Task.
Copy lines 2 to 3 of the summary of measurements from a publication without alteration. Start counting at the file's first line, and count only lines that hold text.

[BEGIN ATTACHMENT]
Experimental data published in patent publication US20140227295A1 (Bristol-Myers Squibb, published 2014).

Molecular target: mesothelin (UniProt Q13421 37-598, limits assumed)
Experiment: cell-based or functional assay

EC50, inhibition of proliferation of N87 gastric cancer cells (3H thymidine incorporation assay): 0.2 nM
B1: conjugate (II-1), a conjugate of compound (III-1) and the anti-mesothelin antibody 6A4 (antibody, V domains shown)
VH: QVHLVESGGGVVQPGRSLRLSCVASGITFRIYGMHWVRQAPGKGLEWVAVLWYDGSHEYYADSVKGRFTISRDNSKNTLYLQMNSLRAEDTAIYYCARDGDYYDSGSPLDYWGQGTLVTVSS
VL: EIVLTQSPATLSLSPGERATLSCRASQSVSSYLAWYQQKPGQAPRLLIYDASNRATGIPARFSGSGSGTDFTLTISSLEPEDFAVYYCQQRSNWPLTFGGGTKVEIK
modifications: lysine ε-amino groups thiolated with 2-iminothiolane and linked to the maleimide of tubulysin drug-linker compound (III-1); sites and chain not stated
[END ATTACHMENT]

Molecular target: mesothelin (UniProt Q13421 37-598, limits assumed)
Experiment: cell-based or functional assay